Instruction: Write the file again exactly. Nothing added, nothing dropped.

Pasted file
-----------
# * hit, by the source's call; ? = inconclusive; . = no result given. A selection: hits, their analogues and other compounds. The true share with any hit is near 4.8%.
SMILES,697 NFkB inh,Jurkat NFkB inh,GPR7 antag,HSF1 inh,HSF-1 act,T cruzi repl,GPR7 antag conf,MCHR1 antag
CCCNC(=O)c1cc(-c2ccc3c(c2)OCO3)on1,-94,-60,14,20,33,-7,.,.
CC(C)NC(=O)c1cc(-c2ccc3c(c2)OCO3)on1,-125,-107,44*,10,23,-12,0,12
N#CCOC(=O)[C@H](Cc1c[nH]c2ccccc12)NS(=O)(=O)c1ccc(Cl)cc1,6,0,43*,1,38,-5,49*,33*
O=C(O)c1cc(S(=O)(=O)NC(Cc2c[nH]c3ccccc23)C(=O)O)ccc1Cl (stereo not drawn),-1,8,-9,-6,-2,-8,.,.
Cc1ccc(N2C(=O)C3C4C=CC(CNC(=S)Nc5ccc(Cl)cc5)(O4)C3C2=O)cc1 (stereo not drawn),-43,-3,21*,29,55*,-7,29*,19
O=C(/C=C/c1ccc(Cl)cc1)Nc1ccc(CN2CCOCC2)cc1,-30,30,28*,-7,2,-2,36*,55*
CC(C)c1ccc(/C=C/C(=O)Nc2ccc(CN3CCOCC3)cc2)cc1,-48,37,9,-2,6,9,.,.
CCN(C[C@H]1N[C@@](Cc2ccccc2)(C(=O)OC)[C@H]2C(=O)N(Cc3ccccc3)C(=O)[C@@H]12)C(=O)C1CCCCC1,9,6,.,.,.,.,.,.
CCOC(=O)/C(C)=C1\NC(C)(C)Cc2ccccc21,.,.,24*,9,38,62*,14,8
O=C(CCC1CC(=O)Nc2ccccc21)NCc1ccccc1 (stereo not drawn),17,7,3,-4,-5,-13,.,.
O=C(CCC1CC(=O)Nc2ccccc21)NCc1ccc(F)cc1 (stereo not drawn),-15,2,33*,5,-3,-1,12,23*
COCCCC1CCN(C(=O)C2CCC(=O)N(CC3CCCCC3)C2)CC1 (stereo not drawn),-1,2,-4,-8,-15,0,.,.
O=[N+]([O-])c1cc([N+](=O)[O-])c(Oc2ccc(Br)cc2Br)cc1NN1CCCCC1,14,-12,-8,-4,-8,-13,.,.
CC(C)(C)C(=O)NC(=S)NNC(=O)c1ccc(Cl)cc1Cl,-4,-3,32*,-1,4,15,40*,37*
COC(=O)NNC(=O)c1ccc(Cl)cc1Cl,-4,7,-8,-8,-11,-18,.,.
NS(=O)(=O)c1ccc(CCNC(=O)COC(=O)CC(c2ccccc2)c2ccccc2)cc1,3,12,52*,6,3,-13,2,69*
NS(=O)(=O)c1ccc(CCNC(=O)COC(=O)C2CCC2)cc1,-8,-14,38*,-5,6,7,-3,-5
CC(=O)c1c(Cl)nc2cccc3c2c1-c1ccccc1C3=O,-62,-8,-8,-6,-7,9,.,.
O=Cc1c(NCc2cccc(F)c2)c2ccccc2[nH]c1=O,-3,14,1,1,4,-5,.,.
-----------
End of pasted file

# * hit, by the source's call; ? = inconclusive; . = no result given. A selection: hits, their analogues and other compounds. The true share with any hit is near 4.8%.
SMILES,697 NFkB inh,Jurkat NFkB inh,GPR7 antag,HSF1 inh,HSF-1 act,T cruzi repl,GPR7 antag conf,MCHR1 antag
CCCNC(=O)c1cc(-c2ccc3c(c2)OCO3)on1,-94,-60,14,20,33,-7,.,.
CC(C)NC(=O)c1cc(-c2ccc3c(c2)OCO3)on1,-125,-107,44*,10,23,-12,0,12
N#CCOC(=O)[C@H](Cc1c[nH]c2ccccc12)NS(=O)(=O)c1ccc(Cl)cc1,6,0,43*,1,38,-5,49*,33*
O=C(O)c1cc(S(=O)(=O)NC(Cc2c[nH]c3ccccc23)C(=O)O)ccc1Cl (stereo not drawn),-1,8,-9,-6,-2,-8,.,.
Cc1ccc(N2C(=O)C3C4C=CC(CNC(=S)Nc5ccc(Cl)cc5)(O4)C3C2=O)cc1 (stereo not drawn),-43,-3,21*,29,55*,-7,29*,19
O=C(/C=C/c1ccc(Cl)cc1)Nc1ccc(CN2CCOCC2)cc1,-30,30,28*,-7,2,-2,36*,55*
CC(C)c1ccc(/C=C/C(=O)Nc2ccc(CN3CCOCC3)cc2)cc1,-48,37,9,-2,6,9,.,.
CCN(C[C@H]1N[C@@](Cc2ccccc2)(C(=O)OC)[C@H]2C(=O)N(Cc3ccccc3)C(=O)[C@@H]12)C(=O)C1CCCCC1,9,6,.,.,.,.,.,.
CCOC(=O)/C(C)=C1\NC(C)(C)Cc2ccccc21,.,.,24*,9,38,62*,14,8
O=C(CCC1CC(=O)Nc2ccccc21)NCc1ccccc1 (stereo not drawn),17,7,3,-4,-5,-13,.,.
O=C(CCC1CC(=O)Nc2ccccc21)NCc1ccc(F)cc1 (stereo not drawn),-15,2,33*,5,-3,-1,12,23*
COCCCC1CCN(C(=O)C2CCC(=O)N(CC3CCCCC3)C2)CC1 (stereo not drawn),-1,2,-4,-8,-15,0,.,.
O=[N+]([O-])c1cc([N+](=O)[O-])c(Oc2ccc(Br)cc2Br)cc1NN1CCCCC1,14,-12,-8,-4,-8,-13,.,.
CC(C)(C)C(=O)NC(=S)NNC(=O)c1ccc(Cl)cc1Cl,-4,-3,32*,-1,4,15,40*,37*
COC(=O)NNC(=O)c1ccc(Cl)cc1Cl,-4,7,-8,-8,-11,-18,.,.
NS(=O)(=O)c1ccc(CCNC(=O)COC(=O)CC(c2ccccc2)c2ccccc2)cc1,3,12,52*,6,3,-13,2,69*
NS(=O)(=O)c1ccc(CCNC(=O)COC(=O)C2CCC2)cc1,-8,-14,38*,-5,6,7,-3,-5
CC(=O)c1c(Cl)nc2cccc3c2c1-c1ccccc1C3=O,-62,-8,-8,-6,-7,9,.,.
O=Cc1c(NCc2cccc(F)c2)c2ccccc2[nH]c1=O,-3,14,1,1,4,-5,.,.